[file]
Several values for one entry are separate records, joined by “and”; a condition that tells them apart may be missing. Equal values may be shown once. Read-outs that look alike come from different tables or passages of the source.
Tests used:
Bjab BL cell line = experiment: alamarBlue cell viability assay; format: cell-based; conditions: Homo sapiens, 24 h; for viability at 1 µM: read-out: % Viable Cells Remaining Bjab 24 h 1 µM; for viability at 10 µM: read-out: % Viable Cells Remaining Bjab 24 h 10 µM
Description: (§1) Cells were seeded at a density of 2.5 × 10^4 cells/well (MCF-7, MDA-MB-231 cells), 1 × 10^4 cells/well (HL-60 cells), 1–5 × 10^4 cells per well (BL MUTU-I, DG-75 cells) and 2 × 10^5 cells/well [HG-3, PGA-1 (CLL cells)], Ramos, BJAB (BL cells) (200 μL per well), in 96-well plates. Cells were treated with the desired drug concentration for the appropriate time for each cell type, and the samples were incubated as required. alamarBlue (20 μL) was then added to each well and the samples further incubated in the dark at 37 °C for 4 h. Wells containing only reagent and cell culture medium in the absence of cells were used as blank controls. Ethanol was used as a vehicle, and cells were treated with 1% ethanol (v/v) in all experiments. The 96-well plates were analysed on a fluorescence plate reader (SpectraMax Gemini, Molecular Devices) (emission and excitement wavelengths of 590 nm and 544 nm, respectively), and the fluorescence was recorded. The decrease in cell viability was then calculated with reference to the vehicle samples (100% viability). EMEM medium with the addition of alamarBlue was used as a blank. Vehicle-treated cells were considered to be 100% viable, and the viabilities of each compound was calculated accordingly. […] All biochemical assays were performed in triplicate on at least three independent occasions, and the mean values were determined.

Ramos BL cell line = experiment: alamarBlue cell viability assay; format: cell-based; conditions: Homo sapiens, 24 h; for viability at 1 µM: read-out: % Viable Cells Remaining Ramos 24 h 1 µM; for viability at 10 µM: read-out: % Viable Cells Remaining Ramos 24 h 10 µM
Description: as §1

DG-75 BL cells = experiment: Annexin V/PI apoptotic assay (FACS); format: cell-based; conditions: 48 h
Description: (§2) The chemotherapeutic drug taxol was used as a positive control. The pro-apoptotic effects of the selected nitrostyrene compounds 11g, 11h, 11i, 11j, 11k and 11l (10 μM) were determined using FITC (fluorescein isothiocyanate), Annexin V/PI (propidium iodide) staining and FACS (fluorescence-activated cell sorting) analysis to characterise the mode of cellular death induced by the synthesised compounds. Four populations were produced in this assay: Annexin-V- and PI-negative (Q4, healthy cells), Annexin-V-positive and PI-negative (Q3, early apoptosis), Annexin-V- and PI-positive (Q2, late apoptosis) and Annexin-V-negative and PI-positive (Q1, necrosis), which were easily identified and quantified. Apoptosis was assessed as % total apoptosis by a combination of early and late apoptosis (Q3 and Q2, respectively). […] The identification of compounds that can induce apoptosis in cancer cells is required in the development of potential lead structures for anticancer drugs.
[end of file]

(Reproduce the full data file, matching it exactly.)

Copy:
Several values for one entry are separate records, joined by “and”; a condition that tells them apart may be missing. Equal values may be shown once. Read-outs that look alike come from different tables or passages of the source.
Tests used:
Bjab BL cell line = experiment: alamarBlue cell viability assay; format: cell-based; conditions: Homo sapiens, 24 h; for viability at 1 µM: read-out: % Viable Cells Remaining Bjab 24 h 1 µM; for viability at 10 µM: read-out: % Viable Cells Remaining Bjab 24 h 10 µM
Description: (§1) Cells were seeded at a density of 2.5 × 10^4 cells/well (MCF-7, MDA-MB-231 cells), 1 × 10^4 cells/well (HL-60 cells), 1–5 × 10^4 cells per well (BL MUTU-I, DG-75 cells) and 2 × 10^5 cells/well [HG-3, PGA-1 (CLL cells)], Ramos, BJAB (BL cells) (200 μL per well), in 96-well plates. Cells were treated with the desired drug concentration for the appropriate time for each cell type, and the samples were incubated as required. alamarBlue (20 μL) was then added to each well and the samples further incubated in the dark at 37 °C for 4 h. Wells containing only reagent and cell culture medium in the absence of cells were used as blank controls. Ethanol was used as a vehicle, and cells were treated with 1% ethanol (v/v) in all experiments. The 96-well plates were analysed on a fluorescence plate reader (SpectraMax Gemini, Molecular Devices) (emission and excitement wavelengths of 590 nm and 544 nm, respectively), and the fluorescence was recorded. The decrease in cell viability was then calculated with reference to the vehicle samples (100% viability). EMEM medium with the addition of alamarBlue was used as a blank. Vehicle-treated cells were considered to be 100% viable, and the viabilities of each compound was calculated accordingly. […] All biochemical assays were performed in triplicate on at least three independent occasions, and the mean values were determined.

Ramos BL cell line = experiment: alamarBlue cell viability assay; format: cell-based; conditions: Homo sapiens, 24 h; for viability at 1 µM: read-out: % Viable Cells Remaining Ramos 24 h 1 µM; for viability at 10 µM: read-out: % Viable Cells Remaining Ramos 24 h 10 µM
Description: as §1

DG-75 BL cells = experiment: Annexin V/PI apoptotic assay (FACS); format: cell-based; conditions: 48 h
Description: (§2) The chemotherapeutic drug taxol was used as a positive control. The pro-apoptotic effects of the selected nitrostyrene compounds 11g, 11h, 11i, 11j, 11k and 11l (10 μM) were determined using FITC (fluorescein isothiocyanate), Annexin V/PI (propidium iodide) staining and FACS (fluorescence-activated cell sorting) analysis to characterise the mode of cellular death induced by the synthesised compounds. Four populations were produced in this assay: Annexin-V- and PI-negative (Q4, healthy cells), Annexin-V-positive and PI-negative (Q3, early apoptosis), Annexin-V- and PI-positive (Q2, late apoptosis) and Annexin-V-negative and PI-positive (Q1, necrosis), which were easily identified and quantified. Apoptosis was assessed as % total apoptosis by a combination of early and late apoptosis (Q3 and Q2, respectively). […] The identification of compounds that can induce apoptosis in cancer cells is required in the development of potential lead structures for anticancer drugs.